by James Corbett
Imagine this: you wake up to the blaring of your alarm clock and immediately reach for your smartphone to scroll your Insta feed before getting out of bed. But instead of the usual delightful and informative Instagram posts, today you’re greeted by a “server not found” error.
Deciding that it’s too early in the morning to deal with this, you hop in the shower …but for some reason Alexa won’t play your Spotify playlist through your bathroom smart speakers. You have to shower in silence like a luddite.
Getting frustrated, you head downstairs for breakfast. You prop your iPad up next to you and go to check your email while stuffing your face with your morning bowl of Cheeri-GMOs (now with extra HFCS!) but you’re not getting any new messages. You turn on your smart TV and navigate to YouTube so you can catch up on all the latest news from MSNBC, but all you get is the never ending spiral of the spinning “loading” wheel.
Facebook? No luck.
Reddit? Forget it!
Increasingly desperate, you try in vain to remember how to turn on your regular terrestrial TV. Then you recall you have something collecting dust in a closet somewhere: a radio. You turn it on, fumble with the dial, and find a station just in time to hear the announcement:
“…is claiming responsibility for the outage. Once again, widespread outages across a range of internet services is sweeping the globe this morning, as a shadowy new terror group emerges to take responsibility…”.
Suddenly, your phone starts making a strange sound. You don’t know what it’s doing at first, until you realize it’s ringing. One of your friends is calling you. On the phone. Not texting, tweeting, messaging or snapchatting. Actually calling you.
“Hey Norm! You hear about the big news? Internet’s down!”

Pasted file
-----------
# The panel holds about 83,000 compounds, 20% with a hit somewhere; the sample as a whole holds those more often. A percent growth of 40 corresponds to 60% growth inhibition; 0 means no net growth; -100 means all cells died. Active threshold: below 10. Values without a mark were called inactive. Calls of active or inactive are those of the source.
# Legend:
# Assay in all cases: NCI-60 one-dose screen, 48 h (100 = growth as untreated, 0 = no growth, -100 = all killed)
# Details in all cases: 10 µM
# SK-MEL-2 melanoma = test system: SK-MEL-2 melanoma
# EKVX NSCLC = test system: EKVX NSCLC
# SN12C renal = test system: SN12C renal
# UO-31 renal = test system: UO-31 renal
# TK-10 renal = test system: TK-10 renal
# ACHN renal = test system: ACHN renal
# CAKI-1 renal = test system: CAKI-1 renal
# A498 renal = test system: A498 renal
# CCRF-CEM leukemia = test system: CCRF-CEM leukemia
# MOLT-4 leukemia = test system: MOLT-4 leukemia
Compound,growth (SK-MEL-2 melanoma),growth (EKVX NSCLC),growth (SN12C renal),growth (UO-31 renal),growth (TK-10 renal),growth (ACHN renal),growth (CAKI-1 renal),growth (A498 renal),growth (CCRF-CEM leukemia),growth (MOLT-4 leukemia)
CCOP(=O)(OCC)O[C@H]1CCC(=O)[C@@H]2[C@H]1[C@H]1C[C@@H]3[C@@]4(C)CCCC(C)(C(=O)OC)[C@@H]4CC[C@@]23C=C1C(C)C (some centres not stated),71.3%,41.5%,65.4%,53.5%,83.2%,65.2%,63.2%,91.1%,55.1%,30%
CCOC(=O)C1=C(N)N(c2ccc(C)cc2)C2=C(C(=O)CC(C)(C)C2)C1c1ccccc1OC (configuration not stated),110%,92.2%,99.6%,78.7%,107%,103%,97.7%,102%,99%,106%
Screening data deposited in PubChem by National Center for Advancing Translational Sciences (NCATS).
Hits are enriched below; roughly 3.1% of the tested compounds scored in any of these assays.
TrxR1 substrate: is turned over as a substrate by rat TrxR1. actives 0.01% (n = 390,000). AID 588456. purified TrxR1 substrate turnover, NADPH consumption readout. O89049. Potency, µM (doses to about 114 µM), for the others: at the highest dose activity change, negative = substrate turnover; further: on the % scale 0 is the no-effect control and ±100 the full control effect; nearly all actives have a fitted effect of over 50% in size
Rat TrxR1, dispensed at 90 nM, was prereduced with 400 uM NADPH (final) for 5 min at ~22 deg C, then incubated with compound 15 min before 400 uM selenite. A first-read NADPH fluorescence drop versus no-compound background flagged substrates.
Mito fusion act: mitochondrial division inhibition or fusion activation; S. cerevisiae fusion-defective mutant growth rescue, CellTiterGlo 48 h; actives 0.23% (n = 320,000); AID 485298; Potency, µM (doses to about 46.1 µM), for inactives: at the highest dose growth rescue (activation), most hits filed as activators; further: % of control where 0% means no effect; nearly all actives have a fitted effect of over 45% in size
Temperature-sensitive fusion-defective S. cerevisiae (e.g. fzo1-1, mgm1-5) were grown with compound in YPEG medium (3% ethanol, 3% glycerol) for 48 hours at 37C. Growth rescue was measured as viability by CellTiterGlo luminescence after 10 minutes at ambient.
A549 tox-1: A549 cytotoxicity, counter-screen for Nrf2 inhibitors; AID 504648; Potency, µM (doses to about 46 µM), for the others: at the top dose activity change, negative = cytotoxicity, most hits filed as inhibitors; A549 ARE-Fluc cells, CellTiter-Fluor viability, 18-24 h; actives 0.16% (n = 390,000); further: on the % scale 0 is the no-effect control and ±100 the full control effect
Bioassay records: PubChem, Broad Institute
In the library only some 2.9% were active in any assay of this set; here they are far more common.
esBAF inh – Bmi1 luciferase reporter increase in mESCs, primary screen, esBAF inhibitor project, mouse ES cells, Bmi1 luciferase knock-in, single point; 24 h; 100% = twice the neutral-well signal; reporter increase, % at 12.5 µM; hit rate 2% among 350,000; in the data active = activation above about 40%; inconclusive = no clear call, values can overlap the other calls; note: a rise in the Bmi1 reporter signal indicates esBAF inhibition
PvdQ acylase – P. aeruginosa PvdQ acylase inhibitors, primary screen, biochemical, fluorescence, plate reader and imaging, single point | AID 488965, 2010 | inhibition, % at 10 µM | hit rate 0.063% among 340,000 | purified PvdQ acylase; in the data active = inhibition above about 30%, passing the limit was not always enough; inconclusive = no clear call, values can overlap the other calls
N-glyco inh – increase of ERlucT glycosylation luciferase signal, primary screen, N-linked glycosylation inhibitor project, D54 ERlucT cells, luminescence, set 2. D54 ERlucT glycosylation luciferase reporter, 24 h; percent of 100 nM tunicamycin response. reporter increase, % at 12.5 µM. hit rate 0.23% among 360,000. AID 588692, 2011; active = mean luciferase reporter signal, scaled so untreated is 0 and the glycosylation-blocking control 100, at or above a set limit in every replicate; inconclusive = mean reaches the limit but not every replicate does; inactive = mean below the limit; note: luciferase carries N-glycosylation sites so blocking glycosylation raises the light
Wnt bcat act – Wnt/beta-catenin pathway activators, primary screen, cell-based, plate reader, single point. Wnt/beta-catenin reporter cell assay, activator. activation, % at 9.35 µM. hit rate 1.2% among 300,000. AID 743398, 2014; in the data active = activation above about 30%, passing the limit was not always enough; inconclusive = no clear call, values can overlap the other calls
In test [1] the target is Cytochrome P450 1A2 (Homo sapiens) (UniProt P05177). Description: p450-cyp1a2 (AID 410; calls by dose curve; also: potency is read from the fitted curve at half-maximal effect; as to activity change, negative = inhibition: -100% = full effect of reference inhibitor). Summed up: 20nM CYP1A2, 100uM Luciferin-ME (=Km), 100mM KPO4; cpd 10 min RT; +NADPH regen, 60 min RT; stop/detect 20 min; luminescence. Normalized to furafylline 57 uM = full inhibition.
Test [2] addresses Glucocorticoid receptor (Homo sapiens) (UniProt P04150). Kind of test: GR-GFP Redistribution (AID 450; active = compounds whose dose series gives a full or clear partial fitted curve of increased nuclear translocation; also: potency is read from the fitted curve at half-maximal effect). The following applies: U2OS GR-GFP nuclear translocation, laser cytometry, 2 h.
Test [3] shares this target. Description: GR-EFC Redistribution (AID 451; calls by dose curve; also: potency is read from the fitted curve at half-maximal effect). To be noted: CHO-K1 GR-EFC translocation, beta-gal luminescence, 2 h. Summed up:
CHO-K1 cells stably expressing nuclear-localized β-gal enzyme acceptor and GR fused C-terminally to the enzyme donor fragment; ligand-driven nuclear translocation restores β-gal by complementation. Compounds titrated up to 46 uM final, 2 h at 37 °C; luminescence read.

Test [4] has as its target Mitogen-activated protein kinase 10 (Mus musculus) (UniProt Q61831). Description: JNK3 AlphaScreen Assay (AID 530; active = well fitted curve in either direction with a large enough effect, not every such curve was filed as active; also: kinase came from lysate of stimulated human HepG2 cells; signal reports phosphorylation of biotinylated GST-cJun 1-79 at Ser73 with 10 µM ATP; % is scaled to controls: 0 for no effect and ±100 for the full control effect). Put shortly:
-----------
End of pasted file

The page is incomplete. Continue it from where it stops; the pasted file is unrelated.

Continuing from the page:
“They say it’s some kind of new terror group. Cybeterrorists In Action. C.I.A. for short. Sounds pretty scary.”
…Oh, OK, I’ll stop teasing. Of course this doesn’t describe you or your daily routines, dear reader. I know you’re the clued-in, switched-on sort who peruses The Corbett Report and avoids normie internet sites like the plague (the real plague, not this ginned-up COVID cold).
But don’t scoff at the scenario. A scene like this one could play out one day for billions of Normie McNormesons around the world. And when it does, there will already be a plan in place for changing the internet as we know it.
As I know you know, the transition from the homeland security state to the biosecurity state that I documented in COVID-911 raises the specter of false flag bioterrorism. But there are other vectors for false flag attacks that could cause massive disruption to our lives, and, like every spectacular false flag event, increase the power and control of the deep state. In this case, I’m thinking of false flag cyberterrorism.
The idea of a “cyber 9/11” coming along to disrupt the internet has been around since the actual 9/11 occurred. Back in 2003, even as the Pentagon was feverishly drafting its plans to “fight the net” as if it were “an enemy weapons system,” Mike McConnell, the ex-director of the National Security Agency (NSA), was fearmongering over the possibility of a cyber attack “equivalent to the attack on the World Trade Center” if a new institution were not created to oversee cybersecurity. In the following years, report after report continued to use the horror of 9/11 as a way of fueling public hysteria over cyberterrorism until just such a US Cyber Command was created.
But the creation of CYBERCOM did not end the cyber threat anymore than the creation of the Department of Homeland Security ended the terror threat, and for precisely the same reason: the real terror threat doesn’t come from the cave-dwelling terrorists that the politicians tell us to be afraid of. No, the real terror threat comes from the very agencies that have been tasked with “saving” the public from the terrorist bogeymen.